Access

You are not currently logged in.

Access your personal account or get JSTOR access through your library or other institution:

login

Log in to your personal account or through your institution.

The Rape of Clio: Attitudes to History in Shakespeare's Lucrece

HEATHER DUBROW
English Literary Renaissance
Vol. 16, No. 3, New Perspectives on Shakespeare (AUTUMN 1986), pp. 425-441
Published by: Wiley
Stable URL: http://www.jstor.org/stable/43447196
Page Count: 17
  • Download ($42.00)
  • Subscribe ($19.50)
  • Cite this Item
The Rape of Clio: Attitudes to History in Shakespeare's Lucrece
Preview not available

Abstract

Shakespeare's The Rape of Lucrece explores not only history but also historiography. Renaissance historians debated such issues as the difficulty of uncovering the truth about distant events, the nature of causality, and the differences between history and poesy. Shakespeare's narrative incorporates these and related subjects by linking differing modes of interpreting history to patterns of human behavior and to literary genres. The Rape of Lucrece also investigates historiographical questions through the juxtaposition of its Argument and the rest of the text. In considering such problems Shakespeare also comments on other aesthetic and linguistic issues, notably the problems of closure and the nature of language and of the reading process.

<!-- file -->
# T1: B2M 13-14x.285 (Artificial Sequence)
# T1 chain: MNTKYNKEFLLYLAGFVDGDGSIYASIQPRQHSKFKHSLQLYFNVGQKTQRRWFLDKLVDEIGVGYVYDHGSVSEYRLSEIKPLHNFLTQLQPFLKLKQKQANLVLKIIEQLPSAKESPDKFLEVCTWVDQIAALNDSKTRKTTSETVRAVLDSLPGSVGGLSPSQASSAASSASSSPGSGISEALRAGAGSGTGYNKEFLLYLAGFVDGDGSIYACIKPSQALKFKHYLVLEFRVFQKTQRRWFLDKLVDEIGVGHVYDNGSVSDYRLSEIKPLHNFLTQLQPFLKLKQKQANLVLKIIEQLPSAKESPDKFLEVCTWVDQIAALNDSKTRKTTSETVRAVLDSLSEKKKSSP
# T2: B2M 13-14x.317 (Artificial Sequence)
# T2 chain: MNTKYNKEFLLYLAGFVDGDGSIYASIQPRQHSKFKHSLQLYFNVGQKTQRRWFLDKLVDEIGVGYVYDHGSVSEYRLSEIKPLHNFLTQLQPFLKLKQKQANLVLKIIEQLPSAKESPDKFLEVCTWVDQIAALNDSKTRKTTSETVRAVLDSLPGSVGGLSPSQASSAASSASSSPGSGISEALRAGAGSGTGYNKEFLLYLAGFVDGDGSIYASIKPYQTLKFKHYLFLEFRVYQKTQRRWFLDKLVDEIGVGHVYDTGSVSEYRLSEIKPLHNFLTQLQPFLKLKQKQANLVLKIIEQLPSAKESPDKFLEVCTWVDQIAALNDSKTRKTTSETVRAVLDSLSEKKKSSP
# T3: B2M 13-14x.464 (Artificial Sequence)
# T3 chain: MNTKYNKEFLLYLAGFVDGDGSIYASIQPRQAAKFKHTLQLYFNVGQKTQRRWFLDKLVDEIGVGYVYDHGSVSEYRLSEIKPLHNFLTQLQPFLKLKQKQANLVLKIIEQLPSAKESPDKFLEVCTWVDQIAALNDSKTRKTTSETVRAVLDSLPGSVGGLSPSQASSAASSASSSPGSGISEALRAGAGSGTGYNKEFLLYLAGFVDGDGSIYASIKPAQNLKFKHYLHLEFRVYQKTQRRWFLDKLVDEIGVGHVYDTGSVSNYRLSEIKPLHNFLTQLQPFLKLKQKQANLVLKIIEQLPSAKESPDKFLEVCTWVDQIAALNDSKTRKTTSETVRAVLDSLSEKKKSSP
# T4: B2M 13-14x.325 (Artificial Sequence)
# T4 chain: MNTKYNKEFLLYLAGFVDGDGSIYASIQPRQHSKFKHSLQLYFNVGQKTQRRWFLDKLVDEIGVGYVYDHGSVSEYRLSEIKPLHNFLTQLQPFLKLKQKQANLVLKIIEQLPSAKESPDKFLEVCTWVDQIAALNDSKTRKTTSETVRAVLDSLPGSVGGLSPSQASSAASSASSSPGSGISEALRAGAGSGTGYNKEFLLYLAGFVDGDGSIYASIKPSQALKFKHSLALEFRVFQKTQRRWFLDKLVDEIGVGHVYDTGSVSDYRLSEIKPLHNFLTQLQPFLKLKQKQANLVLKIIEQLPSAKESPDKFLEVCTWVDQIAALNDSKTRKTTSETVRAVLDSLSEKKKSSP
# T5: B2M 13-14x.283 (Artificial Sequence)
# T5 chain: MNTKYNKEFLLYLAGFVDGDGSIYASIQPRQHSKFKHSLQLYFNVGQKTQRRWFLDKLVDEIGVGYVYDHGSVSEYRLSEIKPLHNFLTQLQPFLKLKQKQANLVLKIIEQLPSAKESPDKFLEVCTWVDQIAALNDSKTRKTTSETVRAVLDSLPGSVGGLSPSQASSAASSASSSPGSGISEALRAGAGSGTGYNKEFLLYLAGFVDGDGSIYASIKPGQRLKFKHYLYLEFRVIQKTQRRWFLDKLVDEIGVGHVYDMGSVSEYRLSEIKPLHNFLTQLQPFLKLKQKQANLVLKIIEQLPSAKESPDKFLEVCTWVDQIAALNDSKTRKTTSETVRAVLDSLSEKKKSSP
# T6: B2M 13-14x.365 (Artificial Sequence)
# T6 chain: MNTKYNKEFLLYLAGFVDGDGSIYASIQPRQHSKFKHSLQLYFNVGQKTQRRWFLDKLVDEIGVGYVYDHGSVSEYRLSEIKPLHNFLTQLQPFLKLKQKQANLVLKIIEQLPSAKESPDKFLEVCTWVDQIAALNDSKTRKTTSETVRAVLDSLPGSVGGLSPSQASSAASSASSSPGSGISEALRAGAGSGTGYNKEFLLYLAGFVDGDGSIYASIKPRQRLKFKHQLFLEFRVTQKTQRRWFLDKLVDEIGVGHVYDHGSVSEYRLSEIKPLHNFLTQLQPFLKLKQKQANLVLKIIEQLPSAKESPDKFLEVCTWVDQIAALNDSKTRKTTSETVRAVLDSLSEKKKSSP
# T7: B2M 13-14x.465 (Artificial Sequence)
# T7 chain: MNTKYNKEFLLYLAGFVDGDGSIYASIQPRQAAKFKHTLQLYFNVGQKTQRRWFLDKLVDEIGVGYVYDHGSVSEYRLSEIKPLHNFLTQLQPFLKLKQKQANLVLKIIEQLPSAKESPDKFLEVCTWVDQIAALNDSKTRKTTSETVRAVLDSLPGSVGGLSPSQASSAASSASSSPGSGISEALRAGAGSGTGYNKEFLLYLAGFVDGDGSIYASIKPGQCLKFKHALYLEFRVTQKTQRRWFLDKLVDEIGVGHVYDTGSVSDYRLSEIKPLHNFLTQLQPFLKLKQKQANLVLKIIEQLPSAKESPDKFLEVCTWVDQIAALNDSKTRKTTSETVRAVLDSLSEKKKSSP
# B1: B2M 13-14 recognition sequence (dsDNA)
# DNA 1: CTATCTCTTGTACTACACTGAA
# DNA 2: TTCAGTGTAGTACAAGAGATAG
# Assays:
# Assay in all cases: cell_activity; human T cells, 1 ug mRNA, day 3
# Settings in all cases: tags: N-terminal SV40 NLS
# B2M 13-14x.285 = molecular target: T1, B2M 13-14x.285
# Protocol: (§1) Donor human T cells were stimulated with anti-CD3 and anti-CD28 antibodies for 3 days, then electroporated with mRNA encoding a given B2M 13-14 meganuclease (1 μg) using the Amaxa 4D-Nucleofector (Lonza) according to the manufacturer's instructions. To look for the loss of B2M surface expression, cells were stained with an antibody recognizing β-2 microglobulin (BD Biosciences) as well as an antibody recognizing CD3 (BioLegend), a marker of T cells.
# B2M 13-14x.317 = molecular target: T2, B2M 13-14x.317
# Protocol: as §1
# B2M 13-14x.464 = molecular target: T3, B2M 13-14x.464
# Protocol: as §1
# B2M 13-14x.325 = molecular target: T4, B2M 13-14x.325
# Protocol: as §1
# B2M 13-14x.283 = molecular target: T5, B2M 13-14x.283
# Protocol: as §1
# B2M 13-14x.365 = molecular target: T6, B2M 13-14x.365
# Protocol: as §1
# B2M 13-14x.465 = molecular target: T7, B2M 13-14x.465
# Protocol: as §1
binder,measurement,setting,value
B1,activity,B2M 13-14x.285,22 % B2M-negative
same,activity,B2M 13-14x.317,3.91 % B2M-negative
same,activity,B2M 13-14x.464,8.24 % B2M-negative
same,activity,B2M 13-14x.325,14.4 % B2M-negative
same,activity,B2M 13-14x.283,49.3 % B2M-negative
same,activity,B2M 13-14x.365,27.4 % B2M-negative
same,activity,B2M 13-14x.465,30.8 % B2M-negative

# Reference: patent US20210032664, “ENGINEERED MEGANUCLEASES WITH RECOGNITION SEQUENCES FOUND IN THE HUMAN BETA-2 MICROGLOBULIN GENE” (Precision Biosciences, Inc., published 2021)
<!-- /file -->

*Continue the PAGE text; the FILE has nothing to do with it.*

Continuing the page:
Page Thumbnails

  • Thumbnail: Page 
425
    425
  • Thumbnail: Page 
426
    426
  • Thumbnail: Page 
427
    427
  • Thumbnail: Page 
428
    428
  • Thumbnail: Page 
429
    429
  • Thumbnail: Page 
430
    430
  • Thumbnail: Page 
431
    431
  • Thumbnail: Page 
432
    432
  • Thumbnail: Page 
433
    433
  • Thumbnail: Page 
434
    434
  • Thumbnail: Page 
435
    435
  • Thumbnail: Page 
436
    436
  • Thumbnail: Page 
437
    437
  • Thumbnail: Page 
438
    438
  • Thumbnail: Page 
439
    439
  • Thumbnail: Page 
440
    440
  • Thumbnail: Page 
441
    441